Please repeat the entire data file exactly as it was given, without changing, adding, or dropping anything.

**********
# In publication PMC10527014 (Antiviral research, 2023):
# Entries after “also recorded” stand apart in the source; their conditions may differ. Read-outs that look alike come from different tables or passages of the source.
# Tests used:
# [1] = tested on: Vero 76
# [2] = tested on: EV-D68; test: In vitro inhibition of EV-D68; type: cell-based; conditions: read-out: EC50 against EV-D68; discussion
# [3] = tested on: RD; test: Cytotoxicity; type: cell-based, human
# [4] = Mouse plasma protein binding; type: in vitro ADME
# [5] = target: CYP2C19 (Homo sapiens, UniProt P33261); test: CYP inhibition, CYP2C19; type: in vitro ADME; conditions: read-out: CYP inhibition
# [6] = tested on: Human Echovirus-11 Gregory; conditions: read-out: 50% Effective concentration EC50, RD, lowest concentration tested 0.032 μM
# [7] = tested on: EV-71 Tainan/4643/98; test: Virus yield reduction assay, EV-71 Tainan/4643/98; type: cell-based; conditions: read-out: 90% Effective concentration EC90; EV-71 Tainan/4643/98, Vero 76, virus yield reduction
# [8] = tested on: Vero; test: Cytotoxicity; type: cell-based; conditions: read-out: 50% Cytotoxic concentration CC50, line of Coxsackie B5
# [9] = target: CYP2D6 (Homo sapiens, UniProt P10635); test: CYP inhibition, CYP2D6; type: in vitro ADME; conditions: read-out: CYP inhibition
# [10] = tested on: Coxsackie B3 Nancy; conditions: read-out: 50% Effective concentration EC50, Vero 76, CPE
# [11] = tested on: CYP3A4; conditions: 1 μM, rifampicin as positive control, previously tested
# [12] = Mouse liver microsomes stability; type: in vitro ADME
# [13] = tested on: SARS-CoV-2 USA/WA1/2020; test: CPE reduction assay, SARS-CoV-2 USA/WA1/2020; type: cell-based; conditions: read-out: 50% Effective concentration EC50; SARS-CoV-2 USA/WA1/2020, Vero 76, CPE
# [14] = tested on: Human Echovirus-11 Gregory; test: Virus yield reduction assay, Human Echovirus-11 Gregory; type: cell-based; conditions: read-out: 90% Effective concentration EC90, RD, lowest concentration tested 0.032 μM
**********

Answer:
# In publication PMC10527014 (Antiviral research, 2023):
# Entries after “also recorded” stand apart in the source; their conditions may differ. Read-outs that look alike come from different tables or passages of the source.
# Tests used:
# [1] = tested on: Vero 76
# [2] = tested on: EV-D68; test: In vitro inhibition of EV-D68; type: cell-based; conditions: read-out: EC50 against EV-D68; discussion
# [3] = tested on: RD; test: Cytotoxicity; type: cell-based, human
# [4] = Mouse plasma protein binding; type: in vitro ADME
# [5] = target: CYP2C19 (Homo sapiens, UniProt P33261); test: CYP inhibition, CYP2C19; type: in vitro ADME; conditions: read-out: CYP inhibition
# [6] = tested on: Human Echovirus-11 Gregory; conditions: read-out: 50% Effective concentration EC50, RD, lowest concentration tested 0.032 μM
# [7] = tested on: EV-71 Tainan/4643/98; test: Virus yield reduction assay, EV-71 Tainan/4643/98; type: cell-based; conditions: read-out: 90% Effective concentration EC90; EV-71 Tainan/4643/98, Vero 76, virus yield reduction
# [8] = tested on: Vero; test: Cytotoxicity; type: cell-based; conditions: read-out: 50% Cytotoxic concentration CC50, line of Coxsackie B5
# [9] = target: CYP2D6 (Homo sapiens, UniProt P10635); test: CYP inhibition, CYP2D6; type: in vitro ADME; conditions: read-out: CYP inhibition
# [10] = tested on: Coxsackie B3 Nancy; conditions: read-out: 50% Effective concentration EC50, Vero 76, CPE
# [11] = tested on: CYP3A4; conditions: 1 μM, rifampicin as positive control, previously tested
# [12] = Mouse liver microsomes stability; type: in vitro ADME
# [13] = tested on: SARS-CoV-2 USA/WA1/2020; test: CPE reduction assay, SARS-CoV-2 USA/WA1/2020; type: cell-based; conditions: read-out: 50% Effective concentration EC50; SARS-CoV-2 USA/WA1/2020, Vero 76, CPE
# [14] = tested on: Human Echovirus-11 Gregory; test: Virus yield reduction assay, Human Echovirus-11 Gregory; type: cell-based; conditions: read-out: 90% Effective concentration EC90, RD, lowest concentration tested 0.032 μM